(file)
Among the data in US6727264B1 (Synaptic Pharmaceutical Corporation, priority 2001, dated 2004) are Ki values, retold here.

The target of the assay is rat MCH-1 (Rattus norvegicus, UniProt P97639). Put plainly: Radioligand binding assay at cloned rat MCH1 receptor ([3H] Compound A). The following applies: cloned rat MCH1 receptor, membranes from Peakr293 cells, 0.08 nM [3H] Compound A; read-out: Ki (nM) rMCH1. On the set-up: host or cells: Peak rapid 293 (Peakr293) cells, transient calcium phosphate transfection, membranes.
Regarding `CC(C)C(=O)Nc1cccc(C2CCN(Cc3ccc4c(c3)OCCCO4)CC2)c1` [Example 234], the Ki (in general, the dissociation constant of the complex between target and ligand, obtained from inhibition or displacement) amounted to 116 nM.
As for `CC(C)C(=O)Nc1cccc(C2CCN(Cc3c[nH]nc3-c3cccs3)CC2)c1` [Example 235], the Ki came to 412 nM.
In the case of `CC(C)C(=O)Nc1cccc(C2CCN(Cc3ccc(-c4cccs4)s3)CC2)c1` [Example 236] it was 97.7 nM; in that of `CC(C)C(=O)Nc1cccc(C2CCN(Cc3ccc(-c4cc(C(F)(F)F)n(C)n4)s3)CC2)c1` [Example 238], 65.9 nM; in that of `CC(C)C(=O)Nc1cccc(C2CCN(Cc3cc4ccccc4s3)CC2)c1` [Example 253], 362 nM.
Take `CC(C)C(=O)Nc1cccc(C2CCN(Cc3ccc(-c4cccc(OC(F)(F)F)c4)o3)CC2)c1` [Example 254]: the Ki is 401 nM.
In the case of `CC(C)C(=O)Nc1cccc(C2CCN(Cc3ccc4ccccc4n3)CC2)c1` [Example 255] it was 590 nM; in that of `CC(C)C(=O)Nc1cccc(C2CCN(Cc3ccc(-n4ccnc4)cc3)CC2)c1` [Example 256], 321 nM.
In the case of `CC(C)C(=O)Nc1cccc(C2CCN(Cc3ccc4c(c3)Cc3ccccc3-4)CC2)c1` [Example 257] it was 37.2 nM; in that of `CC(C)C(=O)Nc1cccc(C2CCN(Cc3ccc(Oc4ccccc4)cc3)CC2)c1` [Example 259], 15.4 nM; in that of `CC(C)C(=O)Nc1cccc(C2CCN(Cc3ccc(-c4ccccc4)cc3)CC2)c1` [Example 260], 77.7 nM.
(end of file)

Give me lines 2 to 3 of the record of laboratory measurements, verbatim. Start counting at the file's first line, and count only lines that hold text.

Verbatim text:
The target of the assay is rat MCH-1 (Rattus norvegicus, UniProt P97639). Put plainly: Radioligand binding assay at cloned rat MCH1 receptor ([3H] Compound A). The following applies: cloned rat MCH1 receptor, membranes from Peakr293 cells, 0.08 nM [3H] Compound A; read-out: Ki (nM) rMCH1. On the set-up: host or cells: Peak rapid 293 (Peakr293) cells, transient calcium phosphate transfection, membranes.
Regarding `CC(C)C(=O)Nc1cccc(C2CCN(Cc3ccc4c(c3)OCCCO4)CC2)c1` [Example 234], the Ki (in general, the dissociation constant of the complex between target and ligand, obtained from inhibition or displacement) amounted to 116 nM.